Regional media get glimpse of The Straits Times newsroom and new broadcast studio

Journalists, editors, and other staff from media and marketing companies touring The Straits Times' newsroom on May 9, 2019,  as part of Publish Asia, an annual meeting of media professionals around the region that is organised by the World Associati
Journalists, editors, and other staff from media and marketing companies touring The Straits Times' newsroom on May 9, 2019, as part of Publish Asia, an annual meeting of media professionals around the region that is organised by the World Association of Newspapers and News Publishers.ST PHOTO: KUA CHEE SIONG
The guests saw what goes on behind-the-scenes of its new daily talk show, The Big Story, at the newsroom's recently completed video production studio.
The guests saw what goes on behind-the-scenes of its new daily talk show, The Big Story, at the newsroom's recently completed video production studio.ST PHOTO: KUA CHEE SIONG

SINGAPORE - About 80 journalists, editors, and other staff from media and marketing companies around the world got a glimpse of The Straits Times' newly renovated newsroom and saw what goes on behind-the-scenes of its new daily talk show, The Big Story, in its broadcast studio.

They were touring the premises of Singapore Press Holdings (SPH) in Toa Payoh on Thursday (May 9) as part of Publish Asia, an annual meeting of media professionals around the region that is organised by the World Association of Newspapers and News Publishers (Wan-Ifra).

The guests were some of the first few to see the studio, which broadcast its first programme last week. It features a well-stocked and equipped kitchen where cooking demonstrations and videos are filmed, a television wall, and a presenter's table for The Big Story.

The show, which kicked off on May 6, is broadcast every weekday at 5.30pm on Facebook and YouTube. In each episode, reporters and senior editors come together to discuss the top stories of the day.

Marketing manager Dexter Yeh, 29, was impressed by the suite of equipment in the studio.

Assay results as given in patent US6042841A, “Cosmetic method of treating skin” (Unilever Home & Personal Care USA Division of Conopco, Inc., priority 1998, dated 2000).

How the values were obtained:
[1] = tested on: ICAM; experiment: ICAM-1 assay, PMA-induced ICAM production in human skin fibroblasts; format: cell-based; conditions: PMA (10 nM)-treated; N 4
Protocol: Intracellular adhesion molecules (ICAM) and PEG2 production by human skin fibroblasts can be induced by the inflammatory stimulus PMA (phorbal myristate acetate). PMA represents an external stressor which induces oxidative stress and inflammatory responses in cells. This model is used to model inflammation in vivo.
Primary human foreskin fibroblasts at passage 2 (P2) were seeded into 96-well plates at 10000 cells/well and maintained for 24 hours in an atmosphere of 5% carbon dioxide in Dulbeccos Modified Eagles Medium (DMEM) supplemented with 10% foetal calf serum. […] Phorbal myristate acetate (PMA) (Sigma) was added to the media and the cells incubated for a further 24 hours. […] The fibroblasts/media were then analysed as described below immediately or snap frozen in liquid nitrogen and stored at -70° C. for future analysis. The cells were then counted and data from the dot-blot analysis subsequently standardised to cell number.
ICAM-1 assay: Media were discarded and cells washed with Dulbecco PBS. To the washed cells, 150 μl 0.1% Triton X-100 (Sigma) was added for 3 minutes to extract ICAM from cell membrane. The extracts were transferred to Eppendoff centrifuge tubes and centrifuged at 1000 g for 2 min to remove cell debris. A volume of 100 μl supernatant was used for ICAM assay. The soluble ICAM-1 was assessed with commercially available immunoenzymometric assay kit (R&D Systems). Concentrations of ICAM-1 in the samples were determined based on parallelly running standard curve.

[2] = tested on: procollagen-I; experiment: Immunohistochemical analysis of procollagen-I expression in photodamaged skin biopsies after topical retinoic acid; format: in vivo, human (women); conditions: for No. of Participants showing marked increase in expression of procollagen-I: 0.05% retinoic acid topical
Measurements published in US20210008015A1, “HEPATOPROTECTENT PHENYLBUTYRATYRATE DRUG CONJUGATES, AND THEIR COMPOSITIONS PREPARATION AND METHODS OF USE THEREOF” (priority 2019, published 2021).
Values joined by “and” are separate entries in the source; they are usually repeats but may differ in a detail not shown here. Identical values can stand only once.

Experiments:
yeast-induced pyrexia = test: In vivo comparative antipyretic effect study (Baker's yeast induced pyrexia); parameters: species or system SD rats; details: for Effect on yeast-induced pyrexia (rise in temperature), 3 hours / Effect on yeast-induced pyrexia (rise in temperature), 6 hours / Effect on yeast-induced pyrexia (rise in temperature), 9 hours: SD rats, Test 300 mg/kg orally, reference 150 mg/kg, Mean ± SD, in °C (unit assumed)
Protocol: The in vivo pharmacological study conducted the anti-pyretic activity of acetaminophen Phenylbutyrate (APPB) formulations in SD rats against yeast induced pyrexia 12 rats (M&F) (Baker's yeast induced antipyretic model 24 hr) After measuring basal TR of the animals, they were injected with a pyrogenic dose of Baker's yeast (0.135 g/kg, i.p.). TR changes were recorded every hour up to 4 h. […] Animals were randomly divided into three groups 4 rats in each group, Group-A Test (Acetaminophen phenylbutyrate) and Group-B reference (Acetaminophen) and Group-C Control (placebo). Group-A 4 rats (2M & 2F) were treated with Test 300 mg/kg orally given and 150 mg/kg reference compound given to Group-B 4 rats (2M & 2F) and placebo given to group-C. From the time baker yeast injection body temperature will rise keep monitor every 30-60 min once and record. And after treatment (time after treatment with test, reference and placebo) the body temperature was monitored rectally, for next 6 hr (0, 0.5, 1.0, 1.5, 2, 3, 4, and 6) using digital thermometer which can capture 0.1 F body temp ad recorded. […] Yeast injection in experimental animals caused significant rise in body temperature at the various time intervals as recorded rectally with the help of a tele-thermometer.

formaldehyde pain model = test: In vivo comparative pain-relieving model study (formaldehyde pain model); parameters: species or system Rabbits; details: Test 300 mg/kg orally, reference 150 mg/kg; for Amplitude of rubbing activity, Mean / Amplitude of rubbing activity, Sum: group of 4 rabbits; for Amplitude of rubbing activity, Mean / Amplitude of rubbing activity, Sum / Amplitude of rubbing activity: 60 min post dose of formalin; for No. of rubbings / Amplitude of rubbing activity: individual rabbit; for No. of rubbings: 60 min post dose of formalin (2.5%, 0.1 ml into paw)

Said Mr Yeh, who works for The Daily Express in Malaysia: "The studio is very well done - it was a good investment - and I'm intrigued by The Big Story. I think it's great for newspapers to explore such multimedia platforms."

The other stops in the tour were SPH's Chinese Media Group's office, SPH Radio studios and Integrated Marketing Department space.

 
 

Mr Aung Soe Win, 29, from Mon News Agency in Myanmar, said he learnt a lot from the visit, adding that this was his first time in Singapore. He manages a lifestyle and travel segment targeted at young people.

Chief operating officer of Malaysia's Sinar Harian newspaper Farah Hussamuddin said: "The way the newsroom works is largely the same, no matter which country you're in. But I'm impressed that even in Singapore where the population is so small, SPH is able to sustain itself well.

"That is also because of the engaging content and stories delivered... We came here to learn, and we are learning a lot."

Mr Warren Fernandez, ST editor and editor-in-chief of SPH's English/Malay/Tamil Media Group, said: "ST benefited much from the experience and expertise of newsrooms abroad, which we drew ideas and inspiration from. So, we too are happy to share our experiences. Newsrooms face many common challenges, and we can work with, and learn from, one another, to tackle them. We're all in this together."